Learn more in 'Time to care':

    Download the report

  • Nordic Digital Disruption Index
    Explore the new survey on digital transformation in the Nordics

    Benchmark against your peers of respondents

  • Nordic Digital Disruption Index
    Benchmark against your peers

    Imagine an ideal organisation where digital technologies and ways of working are used to improve processes, engage the workforce and drive new business models.

    On a scale of 1-10 how close is your organisation to that ideal?

    1 2 3 4 5 6 7 8 9 10
  • Nordic Digital Disruption Index 2019
    Benchmark against your peers

    Imagine an ideal organisation where digital technologies and ways of working are used to improve processes, engage the workforce and drive new business models.

    How close is your organisation to that ideal?

    0 %
    0 %
    4 %
    7 %
    11 %
    21 %
    23 %
    18 %
    11 %
    2 %
    5 %
  • Nordic Digital Disruption Index 2019
    Benchmark against your peers

    What is the main purpose of your strategy for digital technologies and ways of working?

    33,33 %
    Create unique customer experiences
    17,54 %
    Deliver innovative product or service offerings
    15,79 %
    Reduce our costs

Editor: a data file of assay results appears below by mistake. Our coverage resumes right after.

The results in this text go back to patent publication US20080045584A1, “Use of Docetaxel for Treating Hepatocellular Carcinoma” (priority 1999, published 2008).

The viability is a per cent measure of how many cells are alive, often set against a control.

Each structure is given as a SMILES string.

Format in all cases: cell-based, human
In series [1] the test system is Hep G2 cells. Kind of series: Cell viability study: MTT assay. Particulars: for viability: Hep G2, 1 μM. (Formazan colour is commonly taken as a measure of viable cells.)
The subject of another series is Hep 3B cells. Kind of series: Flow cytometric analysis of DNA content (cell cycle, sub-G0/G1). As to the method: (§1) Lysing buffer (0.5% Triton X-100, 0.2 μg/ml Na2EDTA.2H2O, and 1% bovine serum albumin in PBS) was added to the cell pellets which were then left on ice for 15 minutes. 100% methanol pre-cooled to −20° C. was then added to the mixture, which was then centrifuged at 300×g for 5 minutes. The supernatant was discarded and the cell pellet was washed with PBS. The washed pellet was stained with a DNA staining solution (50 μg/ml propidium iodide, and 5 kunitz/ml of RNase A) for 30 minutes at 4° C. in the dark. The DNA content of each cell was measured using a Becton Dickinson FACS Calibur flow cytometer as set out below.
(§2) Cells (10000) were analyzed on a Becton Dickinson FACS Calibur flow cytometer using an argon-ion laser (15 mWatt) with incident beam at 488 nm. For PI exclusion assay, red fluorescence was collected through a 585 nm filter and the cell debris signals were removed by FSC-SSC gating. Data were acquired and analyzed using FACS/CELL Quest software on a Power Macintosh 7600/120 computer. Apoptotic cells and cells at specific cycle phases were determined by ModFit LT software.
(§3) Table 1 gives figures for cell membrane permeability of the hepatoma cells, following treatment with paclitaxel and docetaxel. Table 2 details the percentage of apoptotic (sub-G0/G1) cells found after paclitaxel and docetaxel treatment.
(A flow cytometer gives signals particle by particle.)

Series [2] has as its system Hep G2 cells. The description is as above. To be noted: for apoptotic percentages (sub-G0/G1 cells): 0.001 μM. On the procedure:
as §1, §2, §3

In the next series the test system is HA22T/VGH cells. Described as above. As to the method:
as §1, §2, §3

12,28 %
    Empower and enable our employees
    7,02 %
    Create a cultural change across our organisation
    5,26 %
    Amplify our brand in the marketplace
    3,51 %
    3,51 %
    Deliver actionable insights
    1,75 %
    Extend our reach into new markets
    0 %
    Reduce our exposure to risk
  • Nordic Digital Disruption Index
    Benchmark against your peers

    Our talent pool has sufficient knowledge and capabilities to execute our digital strategy

  • Nordic Digital Disruption Index 2019
    Benchmark against your peers

    Our talent pool has sufficient knowledge and capabilities to execute our digital strategy

    9 %
    Strongly agree
    32 %
    53 %
    7 %
    Strongly disagree
    0 %
    Don't know

  • Nordic Digital Disruption Index
    Explore how 57 top companies approach digitalization in the Nordics

Dare to imagine

At Deloitte, we not only use our industry expertise and global presence to make thought-provoking predictions about the future — we also empower you to build it.

Your future begins with a bold idea. And we have the end-to-end capabilities, deep insights and innovative power to convert your idea to reality. We understand the hearts and minds of your customers and help you transform in a collaborative way, across all aspects of your business — and we do so in respect of the future society we want to be a part of.

Let’s reimagine your business today so that you can build tomorrow.

Somayeh S Bach profile picture
Somayeh S Bach

Health Care Industry Leader

Deloitte Norway
+47 996 99 586